The amount of time spent in a social reintegration center may vary, but the maximum stay is usually less than one year and normal stays range from one to six months. On rare occasions, a person convicted of a crime could spend their entire sentence in a social reintegration center and never have to enter a detention center. Most people go to social reintegration centers because it is a mandatory condition for leaving prison. Some people can also go to social reintegration centers without it being necessary, simply because the center offers accommodation.
Technically, people who are going to be released can refuse placement in residential reentry centers (RRC) after incarceration, but doing so would require remaining in prison. The time you or your loved one will spend in a social reintegration center will vary, so there is no limit to the amount of time you can spend there. Your loved one may remain in a social reintegration center throughout their sentence. In other cases, inmates only stay in a social reintegration center for a period of 14 days, and some people never spend time there.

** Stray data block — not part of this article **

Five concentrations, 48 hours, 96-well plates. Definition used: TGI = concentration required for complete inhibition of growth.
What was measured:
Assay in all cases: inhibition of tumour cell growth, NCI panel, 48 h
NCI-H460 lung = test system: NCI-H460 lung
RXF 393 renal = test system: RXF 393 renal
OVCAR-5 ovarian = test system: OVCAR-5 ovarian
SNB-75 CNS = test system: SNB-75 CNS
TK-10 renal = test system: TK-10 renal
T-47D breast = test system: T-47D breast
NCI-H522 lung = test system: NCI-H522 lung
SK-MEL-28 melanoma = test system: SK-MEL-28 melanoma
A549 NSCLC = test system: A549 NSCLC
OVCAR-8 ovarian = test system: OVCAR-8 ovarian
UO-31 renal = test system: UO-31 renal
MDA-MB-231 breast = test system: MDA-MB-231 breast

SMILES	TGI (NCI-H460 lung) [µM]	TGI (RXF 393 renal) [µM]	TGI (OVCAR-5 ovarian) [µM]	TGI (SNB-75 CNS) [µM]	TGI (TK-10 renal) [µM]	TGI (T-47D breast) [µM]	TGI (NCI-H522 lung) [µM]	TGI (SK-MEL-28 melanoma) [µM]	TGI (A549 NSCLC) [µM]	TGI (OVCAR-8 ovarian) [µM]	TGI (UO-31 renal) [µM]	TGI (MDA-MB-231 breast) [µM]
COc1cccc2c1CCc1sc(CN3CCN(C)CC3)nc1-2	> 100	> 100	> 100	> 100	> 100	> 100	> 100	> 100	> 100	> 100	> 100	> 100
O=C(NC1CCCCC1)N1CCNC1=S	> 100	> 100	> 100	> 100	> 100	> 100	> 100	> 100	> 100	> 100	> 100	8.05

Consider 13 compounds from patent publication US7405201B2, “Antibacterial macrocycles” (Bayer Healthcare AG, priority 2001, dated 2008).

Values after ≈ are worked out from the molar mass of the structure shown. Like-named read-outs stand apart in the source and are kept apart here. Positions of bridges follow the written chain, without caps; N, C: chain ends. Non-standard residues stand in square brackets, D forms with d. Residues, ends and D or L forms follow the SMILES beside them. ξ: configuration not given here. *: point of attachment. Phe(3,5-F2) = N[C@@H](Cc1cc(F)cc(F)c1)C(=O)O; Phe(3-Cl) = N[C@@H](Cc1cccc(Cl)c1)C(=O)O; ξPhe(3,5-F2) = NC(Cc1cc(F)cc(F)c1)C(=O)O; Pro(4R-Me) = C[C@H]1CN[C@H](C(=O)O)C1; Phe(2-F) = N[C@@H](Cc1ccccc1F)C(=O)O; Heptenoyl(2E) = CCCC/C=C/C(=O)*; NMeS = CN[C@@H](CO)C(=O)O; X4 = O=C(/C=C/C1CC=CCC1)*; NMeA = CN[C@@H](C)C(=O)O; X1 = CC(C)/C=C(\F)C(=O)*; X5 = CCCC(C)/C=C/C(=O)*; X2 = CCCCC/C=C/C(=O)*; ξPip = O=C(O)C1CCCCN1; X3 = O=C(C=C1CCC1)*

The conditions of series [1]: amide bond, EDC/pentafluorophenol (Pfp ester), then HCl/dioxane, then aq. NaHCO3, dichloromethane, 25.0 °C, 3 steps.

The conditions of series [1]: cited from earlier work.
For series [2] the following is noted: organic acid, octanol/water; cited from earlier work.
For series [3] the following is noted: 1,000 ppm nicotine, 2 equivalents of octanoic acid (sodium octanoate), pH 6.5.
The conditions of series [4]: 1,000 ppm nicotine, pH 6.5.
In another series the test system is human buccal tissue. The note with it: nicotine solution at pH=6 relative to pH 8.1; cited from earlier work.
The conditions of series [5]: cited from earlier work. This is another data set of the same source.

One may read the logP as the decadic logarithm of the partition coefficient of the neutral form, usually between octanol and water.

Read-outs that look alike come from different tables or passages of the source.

Contrary to the belief that social reintegration centers are providers of support services, most social reintegration centers are an extension of the prison experience, with surveillance, onerous restrictions and intense scrutiny. For example, a community prison may primarily house people who have been ordered to serve their full sentences at the center, but also some people who are preparing to be released. Although social reintegration centers are not suitable for everyone, they can be an important step on the road to recovery for many people. This ambiguity means that it is almost impossible to determine how many people are in social reintegration centers every day—and how many social reintegration centers specifically funded by the state are there.
Unfortunately, there is much less information about how many social reintegration centers and residents of social reintegration centers run or contracted by the state are there. These centers work with prison departments to house people who are released from prison, often as a condition of obtaining probation or another supervision or housing plan after release. Social reintegration centers provide residents with a structured environment that includes daily registrations, curfew and home meetings. Social reintegration centers authorized by the state can be referred to by various terms, such as transition centers, reentry centers, community recovery centers, etc.